"Introduction" to Metafiction
from Currie, Mark, ed.  Metafiction.  New York : Longman Group, 1995.
Presented by Joyce Liu, 29 October, 1998

Thesis: Presenting and discussing metafiction as a borderline discourse, as a kind of
writing on the border between authors and readers, fiction and criticism, or art
and life in the 20th century.


I. Definitions and Marginal Cases

A. Old Definitions

  1. In the late 1960s, metafiction is ¡§somehow about fiction itself.¡¨ (William Gass)
  2. In the 1970s, metafiction is ¡§fiction with self-consciousness, self-awareness, self-knowledge, ironic self-distance.¡¨
B. Three problems (1)
  1. The idea of self-consciousness is strangely inconsistent with most postmodern literary theories.
  2. According to the term ¡§self-consciousness,¡¨ it is not enough for metafiction to know it is fiction; it must also know that it is metafiction.
  3. ¡§Self-consciousness¡¨ is neither new nor meaningful ¡§self¡¨ consciousness.
C. Metafiction¢wplacing itself on the border between fiction and criticism
  1. The relationship between fiction and criticism. (2)
    1. The borderline between fiction and criticism has been a point of convergence where fiction and criticism have assimilated each other¡¦s insights, producing a self-conscious energy on both sides.
    2. For criticism, this has meant an affirmation of literariness in its own language, an increased awareness to which critical insights are formulated within fiction.
    3. For fiction, it has meant the assimilation of critical perspective within fictional narrative, a self-consciousness of the artificiality of its constructions and a fixation with the relationship between language and the world.
2. Self-consciousness

¡´ A ¡§mode of interestedness ultimately turns outwards.¡¨ (John Updike)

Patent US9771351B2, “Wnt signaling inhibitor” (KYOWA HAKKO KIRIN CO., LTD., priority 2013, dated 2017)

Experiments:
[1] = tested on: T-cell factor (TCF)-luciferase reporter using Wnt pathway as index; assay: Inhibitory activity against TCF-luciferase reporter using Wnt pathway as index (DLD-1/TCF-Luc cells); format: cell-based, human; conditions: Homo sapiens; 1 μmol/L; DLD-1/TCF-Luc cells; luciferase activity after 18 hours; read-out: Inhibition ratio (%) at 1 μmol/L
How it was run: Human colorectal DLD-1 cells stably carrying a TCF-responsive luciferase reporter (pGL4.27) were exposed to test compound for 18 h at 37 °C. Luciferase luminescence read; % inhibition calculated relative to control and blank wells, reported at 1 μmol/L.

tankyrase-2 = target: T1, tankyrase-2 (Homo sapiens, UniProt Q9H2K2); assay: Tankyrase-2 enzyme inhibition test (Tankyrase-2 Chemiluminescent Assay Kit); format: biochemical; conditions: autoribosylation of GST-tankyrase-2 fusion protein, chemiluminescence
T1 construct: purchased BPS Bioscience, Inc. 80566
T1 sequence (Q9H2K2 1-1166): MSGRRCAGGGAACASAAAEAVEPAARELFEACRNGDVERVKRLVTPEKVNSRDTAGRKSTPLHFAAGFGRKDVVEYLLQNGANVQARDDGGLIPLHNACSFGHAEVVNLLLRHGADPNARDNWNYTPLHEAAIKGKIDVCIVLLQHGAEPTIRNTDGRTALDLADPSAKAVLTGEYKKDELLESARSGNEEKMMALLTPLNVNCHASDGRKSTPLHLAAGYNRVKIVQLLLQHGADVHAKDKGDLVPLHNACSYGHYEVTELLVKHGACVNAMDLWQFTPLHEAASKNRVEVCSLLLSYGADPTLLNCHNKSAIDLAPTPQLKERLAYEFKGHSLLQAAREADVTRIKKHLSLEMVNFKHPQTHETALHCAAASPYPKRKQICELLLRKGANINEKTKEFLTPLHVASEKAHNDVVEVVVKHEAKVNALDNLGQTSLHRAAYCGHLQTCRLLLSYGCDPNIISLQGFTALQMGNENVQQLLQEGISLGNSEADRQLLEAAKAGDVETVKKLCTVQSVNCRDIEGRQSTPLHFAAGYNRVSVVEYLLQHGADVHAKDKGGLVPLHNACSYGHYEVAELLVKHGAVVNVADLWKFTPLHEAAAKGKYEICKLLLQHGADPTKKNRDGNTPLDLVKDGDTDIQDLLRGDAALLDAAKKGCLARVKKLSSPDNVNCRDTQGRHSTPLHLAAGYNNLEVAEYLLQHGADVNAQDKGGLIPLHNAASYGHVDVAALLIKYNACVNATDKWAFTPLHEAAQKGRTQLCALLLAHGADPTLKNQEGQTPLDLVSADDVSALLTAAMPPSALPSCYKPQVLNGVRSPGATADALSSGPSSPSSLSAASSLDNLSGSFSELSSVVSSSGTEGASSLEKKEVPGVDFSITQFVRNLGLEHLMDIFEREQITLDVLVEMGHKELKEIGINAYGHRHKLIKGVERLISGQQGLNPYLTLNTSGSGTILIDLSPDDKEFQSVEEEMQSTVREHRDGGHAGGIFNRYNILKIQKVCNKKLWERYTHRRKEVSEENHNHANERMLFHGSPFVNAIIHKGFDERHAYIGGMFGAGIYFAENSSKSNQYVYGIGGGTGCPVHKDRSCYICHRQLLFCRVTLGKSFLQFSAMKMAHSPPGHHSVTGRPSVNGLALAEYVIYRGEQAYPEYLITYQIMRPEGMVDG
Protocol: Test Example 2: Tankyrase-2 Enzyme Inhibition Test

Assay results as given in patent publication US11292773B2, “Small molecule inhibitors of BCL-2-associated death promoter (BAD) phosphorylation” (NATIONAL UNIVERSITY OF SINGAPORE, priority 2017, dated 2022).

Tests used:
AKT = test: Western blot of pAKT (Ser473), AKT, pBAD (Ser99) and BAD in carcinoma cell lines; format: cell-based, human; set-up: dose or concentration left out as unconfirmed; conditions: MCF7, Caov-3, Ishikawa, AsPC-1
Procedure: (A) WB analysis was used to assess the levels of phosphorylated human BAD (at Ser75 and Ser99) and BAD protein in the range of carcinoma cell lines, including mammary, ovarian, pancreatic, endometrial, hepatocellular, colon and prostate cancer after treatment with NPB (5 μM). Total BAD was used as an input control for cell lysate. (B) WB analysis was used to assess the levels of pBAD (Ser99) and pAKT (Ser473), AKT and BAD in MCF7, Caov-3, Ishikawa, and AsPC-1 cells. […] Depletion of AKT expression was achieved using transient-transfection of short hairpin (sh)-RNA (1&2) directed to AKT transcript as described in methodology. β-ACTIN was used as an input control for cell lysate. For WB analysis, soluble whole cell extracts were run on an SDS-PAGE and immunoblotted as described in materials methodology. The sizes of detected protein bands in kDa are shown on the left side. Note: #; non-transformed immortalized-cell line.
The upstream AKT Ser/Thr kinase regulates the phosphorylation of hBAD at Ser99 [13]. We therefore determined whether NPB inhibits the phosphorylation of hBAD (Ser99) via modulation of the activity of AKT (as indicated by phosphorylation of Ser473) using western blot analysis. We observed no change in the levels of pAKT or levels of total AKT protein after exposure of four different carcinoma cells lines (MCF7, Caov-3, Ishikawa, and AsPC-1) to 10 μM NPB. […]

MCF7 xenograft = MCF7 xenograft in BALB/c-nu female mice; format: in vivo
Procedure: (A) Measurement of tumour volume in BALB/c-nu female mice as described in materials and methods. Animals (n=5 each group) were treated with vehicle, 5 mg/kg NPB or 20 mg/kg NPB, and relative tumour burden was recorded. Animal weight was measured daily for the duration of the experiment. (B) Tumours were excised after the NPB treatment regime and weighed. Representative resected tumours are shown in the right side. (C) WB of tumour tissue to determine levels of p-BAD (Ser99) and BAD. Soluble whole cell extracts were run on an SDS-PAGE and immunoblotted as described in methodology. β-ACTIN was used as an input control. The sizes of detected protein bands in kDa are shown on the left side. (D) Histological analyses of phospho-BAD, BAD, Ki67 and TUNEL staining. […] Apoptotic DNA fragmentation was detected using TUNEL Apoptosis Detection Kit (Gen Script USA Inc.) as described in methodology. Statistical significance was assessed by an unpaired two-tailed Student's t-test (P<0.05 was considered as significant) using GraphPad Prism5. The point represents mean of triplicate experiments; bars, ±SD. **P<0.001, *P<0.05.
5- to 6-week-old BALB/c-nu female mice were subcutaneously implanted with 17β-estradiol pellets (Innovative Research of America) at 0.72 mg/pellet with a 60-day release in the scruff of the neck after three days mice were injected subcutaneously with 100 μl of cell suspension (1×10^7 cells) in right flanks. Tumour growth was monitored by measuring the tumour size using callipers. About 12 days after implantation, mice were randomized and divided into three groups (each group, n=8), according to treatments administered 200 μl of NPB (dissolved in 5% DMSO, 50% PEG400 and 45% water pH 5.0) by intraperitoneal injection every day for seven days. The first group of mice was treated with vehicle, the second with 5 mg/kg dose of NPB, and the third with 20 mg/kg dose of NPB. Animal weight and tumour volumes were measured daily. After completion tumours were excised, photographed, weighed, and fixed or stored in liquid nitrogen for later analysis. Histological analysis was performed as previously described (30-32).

3. The inseparability of fiction and criticism¢wwriter and critic are the same
person (3)

    1. Novelists often depend on financially or intellectually on employment as critics.
    2. Academic literary critics have been increasingly successful as novelists, leading to a high level of critical awareness within their fictional productions.
    3. The writer/critic is thus a dialectical figure, embodying both the production and reception of fiction in the roles of author and reader in a way that is paradigmatic for metafiction.
  1. It could be also the boundary between art and life. (3-4)
Lodge¡¦s Small World Fowles¡¦s The French Lieutenant¡¦s Woman
Takes the world of professional literary criticism as its fictional object without explicitly highlighting the artificiality of the fictional process Highlights the artificiality of its construction without reference to literary criticism
The academic ¡§criticism¡¨ within the novel evokes implicitly the critical judgements that will be made of the novel. An intrusive authorial voice appropriates in self-commentary a less academic critical perspective to make a reader only as an addressee.
Dramatizes the critic more explicitly than Fowles¡¦s Allows the critic no explicit self-conscious or illusion-breaking dramatic function
Seems pertinent to the boundary between fiction and criticism. Articulates a critical perspective on the boundary between art and life.